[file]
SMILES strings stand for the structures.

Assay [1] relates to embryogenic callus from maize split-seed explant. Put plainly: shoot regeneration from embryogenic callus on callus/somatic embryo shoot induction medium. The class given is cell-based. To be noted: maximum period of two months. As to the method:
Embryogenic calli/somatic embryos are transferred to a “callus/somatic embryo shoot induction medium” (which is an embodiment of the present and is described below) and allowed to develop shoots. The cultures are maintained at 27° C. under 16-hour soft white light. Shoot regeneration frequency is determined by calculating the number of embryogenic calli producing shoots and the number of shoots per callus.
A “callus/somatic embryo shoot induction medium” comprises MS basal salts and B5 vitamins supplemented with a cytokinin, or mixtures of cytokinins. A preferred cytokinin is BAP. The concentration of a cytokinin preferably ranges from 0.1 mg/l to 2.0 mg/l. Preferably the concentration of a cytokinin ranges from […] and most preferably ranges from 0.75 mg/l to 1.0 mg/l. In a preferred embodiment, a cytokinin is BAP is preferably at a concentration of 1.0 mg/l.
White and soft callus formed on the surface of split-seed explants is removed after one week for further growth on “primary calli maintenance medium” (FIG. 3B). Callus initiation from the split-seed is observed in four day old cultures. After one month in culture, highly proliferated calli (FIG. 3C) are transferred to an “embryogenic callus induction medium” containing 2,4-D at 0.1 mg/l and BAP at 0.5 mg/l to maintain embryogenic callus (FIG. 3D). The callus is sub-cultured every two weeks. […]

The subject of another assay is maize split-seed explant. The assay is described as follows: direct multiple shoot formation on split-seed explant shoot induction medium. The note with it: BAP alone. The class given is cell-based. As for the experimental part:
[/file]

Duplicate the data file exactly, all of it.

SMILES strings stand for the structures.

Assay [1] relates to embryogenic callus from maize split-seed explant. Put plainly: shoot regeneration from embryogenic callus on callus/somatic embryo shoot induction medium. The class given is cell-based. To be noted: maximum period of two months. As to the method:
Embryogenic calli/somatic embryos are transferred to a “callus/somatic embryo shoot induction medium” (which is an embodiment of the present and is described below) and allowed to develop shoots. The cultures are maintained at 27° C. under 16-hour soft white light. Shoot regeneration frequency is determined by calculating the number of embryogenic calli producing shoots and the number of shoots per callus.
A “callus/somatic embryo shoot induction medium” comprises MS basal salts and B5 vitamins supplemented with a cytokinin, or mixtures of cytokinins. A preferred cytokinin is BAP. The concentration of a cytokinin preferably ranges from 0.1 mg/l to 2.0 mg/l. Preferably the concentration of a cytokinin ranges from […] and most preferably ranges from 0.75 mg/l to 1.0 mg/l. In a preferred embodiment, a cytokinin is BAP is preferably at a concentration of 1.0 mg/l.
White and soft callus formed on the surface of split-seed explants is removed after one week for further growth on “primary calli maintenance medium” (FIG. 3B). Callus initiation from the split-seed is observed in four day old cultures. After one month in culture, highly proliferated calli (FIG. 3C) are transferred to an “embryogenic callus induction medium” containing 2,4-D at 0.1 mg/l and BAP at 0.5 mg/l to maintain embryogenic callus (FIG. 3D). The callus is sub-cultured every two weeks. […]

The subject of another assay is maize split-seed explant. The assay is described as follows: direct multiple shoot formation on split-seed explant shoot induction medium. The note with it: BAP alone. The class given is cell-based. As for the experimental part: